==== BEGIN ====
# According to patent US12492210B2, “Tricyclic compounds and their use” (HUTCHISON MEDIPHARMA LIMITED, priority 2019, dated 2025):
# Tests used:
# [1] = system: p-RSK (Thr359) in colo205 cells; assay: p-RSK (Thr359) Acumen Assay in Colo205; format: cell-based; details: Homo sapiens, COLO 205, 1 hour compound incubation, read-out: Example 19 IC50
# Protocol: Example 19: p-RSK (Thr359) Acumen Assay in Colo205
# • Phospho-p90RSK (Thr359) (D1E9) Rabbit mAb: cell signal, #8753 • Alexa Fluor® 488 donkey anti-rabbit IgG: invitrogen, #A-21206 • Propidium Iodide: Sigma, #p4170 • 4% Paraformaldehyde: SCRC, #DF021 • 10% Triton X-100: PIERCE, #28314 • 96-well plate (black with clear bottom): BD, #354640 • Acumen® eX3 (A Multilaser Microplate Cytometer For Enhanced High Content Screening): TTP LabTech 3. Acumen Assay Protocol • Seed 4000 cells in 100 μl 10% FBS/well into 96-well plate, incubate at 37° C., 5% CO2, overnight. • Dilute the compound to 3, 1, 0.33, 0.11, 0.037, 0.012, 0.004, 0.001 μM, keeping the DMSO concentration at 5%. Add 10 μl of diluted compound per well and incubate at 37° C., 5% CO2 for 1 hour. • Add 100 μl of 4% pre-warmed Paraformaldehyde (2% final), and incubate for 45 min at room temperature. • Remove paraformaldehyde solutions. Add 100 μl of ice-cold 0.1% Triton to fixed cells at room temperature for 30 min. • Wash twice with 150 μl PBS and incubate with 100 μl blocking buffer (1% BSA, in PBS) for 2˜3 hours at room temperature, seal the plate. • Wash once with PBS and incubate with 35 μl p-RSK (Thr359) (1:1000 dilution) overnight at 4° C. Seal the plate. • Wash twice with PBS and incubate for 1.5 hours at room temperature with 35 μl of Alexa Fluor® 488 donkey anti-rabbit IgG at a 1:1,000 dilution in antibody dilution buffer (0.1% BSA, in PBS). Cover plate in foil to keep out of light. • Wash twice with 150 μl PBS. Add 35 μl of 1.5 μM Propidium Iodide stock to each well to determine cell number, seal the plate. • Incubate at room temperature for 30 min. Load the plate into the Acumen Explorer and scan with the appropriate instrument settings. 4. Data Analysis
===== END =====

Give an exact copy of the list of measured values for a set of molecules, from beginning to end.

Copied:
# According to patent US12492210B2, “Tricyclic compounds and their use” (HUTCHISON MEDIPHARMA LIMITED, priority 2019, dated 2025):
# Tests used:
# [1] = system: p-RSK (Thr359) in colo205 cells; assay: p-RSK (Thr359) Acumen Assay in Colo205; format: cell-based; details: Homo sapiens, COLO 205, 1 hour compound incubation, read-out: Example 19 IC50
# Protocol: Example 19: p-RSK (Thr359) Acumen Assay in Colo205
# • Phospho-p90RSK (Thr359) (D1E9) Rabbit mAb: cell signal, #8753 • Alexa Fluor® 488 donkey anti-rabbit IgG: invitrogen, #A-21206 • Propidium Iodide: Sigma, #p4170 • 4% Paraformaldehyde: SCRC, #DF021 • 10% Triton X-100: PIERCE, #28314 • 96-well plate (black with clear bottom): BD, #354640 • Acumen® eX3 (A Multilaser Microplate Cytometer For Enhanced High Content Screening): TTP LabTech 3. Acumen Assay Protocol • Seed 4000 cells in 100 μl 10% FBS/well into 96-well plate, incubate at 37° C., 5% CO2, overnight. • Dilute the compound to 3, 1, 0.33, 0.11, 0.037, 0.012, 0.004, 0.001 μM, keeping the DMSO concentration at 5%. Add 10 μl of diluted compound per well and incubate at 37° C., 5% CO2 for 1 hour. • Add 100 μl of 4% pre-warmed Paraformaldehyde (2% final), and incubate for 45 min at room temperature. • Remove paraformaldehyde solutions. Add 100 μl of ice-cold 0.1% Triton to fixed cells at room temperature for 30 min. • Wash twice with 150 μl PBS and incubate with 100 μl blocking buffer (1% BSA, in PBS) for 2˜3 hours at room temperature, seal the plate. • Wash once with PBS and incubate with 35 μl p-RSK (Thr359) (1:1000 dilution) overnight at 4° C. Seal the plate. • Wash twice with PBS and incubate for 1.5 hours at room temperature with 35 μl of Alexa Fluor® 488 donkey anti-rabbit IgG at a 1:1,000 dilution in antibody dilution buffer (0.1% BSA, in PBS). Cover plate in foil to keep out of light. • Wash twice with 150 μl PBS. Add 35 μl of 1.5 μM Propidium Iodide stock to each well to determine cell number, seal the plate. • Incubate at room temperature for 30 min. Load the plate into the Acumen Explorer and scan with the appropriate instrument settings. 4. Data Analysis